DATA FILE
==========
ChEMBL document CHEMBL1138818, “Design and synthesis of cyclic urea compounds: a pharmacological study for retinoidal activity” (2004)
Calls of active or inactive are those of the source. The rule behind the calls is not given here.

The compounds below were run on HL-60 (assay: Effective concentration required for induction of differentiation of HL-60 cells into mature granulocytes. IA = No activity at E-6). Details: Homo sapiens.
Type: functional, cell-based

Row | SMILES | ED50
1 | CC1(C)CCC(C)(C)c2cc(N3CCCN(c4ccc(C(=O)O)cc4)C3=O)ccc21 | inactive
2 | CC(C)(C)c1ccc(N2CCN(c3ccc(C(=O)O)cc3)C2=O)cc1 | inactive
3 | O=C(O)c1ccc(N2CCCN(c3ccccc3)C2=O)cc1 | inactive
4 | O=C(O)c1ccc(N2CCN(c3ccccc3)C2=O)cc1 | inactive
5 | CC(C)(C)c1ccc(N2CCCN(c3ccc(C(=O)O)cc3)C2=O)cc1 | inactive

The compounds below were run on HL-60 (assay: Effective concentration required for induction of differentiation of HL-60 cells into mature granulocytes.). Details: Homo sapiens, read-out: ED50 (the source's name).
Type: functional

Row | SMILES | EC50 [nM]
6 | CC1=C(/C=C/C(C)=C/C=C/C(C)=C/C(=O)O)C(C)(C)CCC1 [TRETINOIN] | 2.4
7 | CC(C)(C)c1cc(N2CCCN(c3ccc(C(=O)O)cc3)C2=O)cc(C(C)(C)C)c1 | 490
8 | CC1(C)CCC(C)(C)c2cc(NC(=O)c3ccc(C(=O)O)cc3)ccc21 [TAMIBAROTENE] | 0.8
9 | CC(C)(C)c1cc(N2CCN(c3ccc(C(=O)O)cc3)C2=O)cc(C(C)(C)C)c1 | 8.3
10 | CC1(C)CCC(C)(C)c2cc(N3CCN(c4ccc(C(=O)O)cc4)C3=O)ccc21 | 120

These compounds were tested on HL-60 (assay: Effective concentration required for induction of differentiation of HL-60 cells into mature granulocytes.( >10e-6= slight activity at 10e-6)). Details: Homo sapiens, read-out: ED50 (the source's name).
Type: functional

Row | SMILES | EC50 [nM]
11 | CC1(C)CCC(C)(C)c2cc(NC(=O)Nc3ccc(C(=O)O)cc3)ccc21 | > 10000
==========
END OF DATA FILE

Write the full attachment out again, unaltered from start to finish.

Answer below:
ChEMBL document CHEMBL1138818, “Design and synthesis of cyclic urea compounds: a pharmacological study for retinoidal activity” (2004)
Calls of active or inactive are those of the source. The rule behind the calls is not given here.

The compounds below were run on HL-60 (assay: Effective concentration required for induction of differentiation of HL-60 cells into mature granulocytes. IA = No activity at E-6). Details: Homo sapiens.
Type: functional, cell-based

Row | SMILES | ED50
1 | CC1(C)CCC(C)(C)c2cc(N3CCCN(c4ccc(C(=O)O)cc4)C3=O)ccc21 | inactive
2 | CC(C)(C)c1ccc(N2CCN(c3ccc(C(=O)O)cc3)C2=O)cc1 | inactive
3 | O=C(O)c1ccc(N2CCCN(c3ccccc3)C2=O)cc1 | inactive
4 | O=C(O)c1ccc(N2CCN(c3ccccc3)C2=O)cc1 | inactive
5 | CC(C)(C)c1ccc(N2CCCN(c3ccc(C(=O)O)cc3)C2=O)cc1 | inactive

The compounds below were run on HL-60 (assay: Effective concentration required for induction of differentiation of HL-60 cells into mature granulocytes.). Details: Homo sapiens, read-out: ED50 (the source's name).
Type: functional

Row | SMILES | EC50 [nM]
6 | CC1=C(/C=C/C(C)=C/C=C/C(C)=C/C(=O)O)C(C)(C)CCC1 [TRETINOIN] | 2.4
7 | CC(C)(C)c1cc(N2CCCN(c3ccc(C(=O)O)cc3)C2=O)cc(C(C)(C)C)c1 | 490
8 | CC1(C)CCC(C)(C)c2cc(NC(=O)c3ccc(C(=O)O)cc3)ccc21 [TAMIBAROTENE] | 0.8
9 | CC(C)(C)c1cc(N2CCN(c3ccc(C(=O)O)cc3)C2=O)cc(C(C)(C)C)c1 | 8.3
10 | CC1(C)CCC(C)(C)c2cc(N3CCN(c4ccc(C(=O)O)cc4)C3=O)ccc21 | 120

These compounds were tested on HL-60 (assay: Effective concentration required for induction of differentiation of HL-60 cells into mature granulocytes.( >10e-6= slight activity at 10e-6)). Details: Homo sapiens, read-out: ED50 (the source's name).
Type: functional

Row | SMILES | EC50 [nM]
11 | CC1(C)CCC(C)(C)c2cc(NC(=O)Nc3ccc(C(=O)O)cc3)ccc21 | > 10000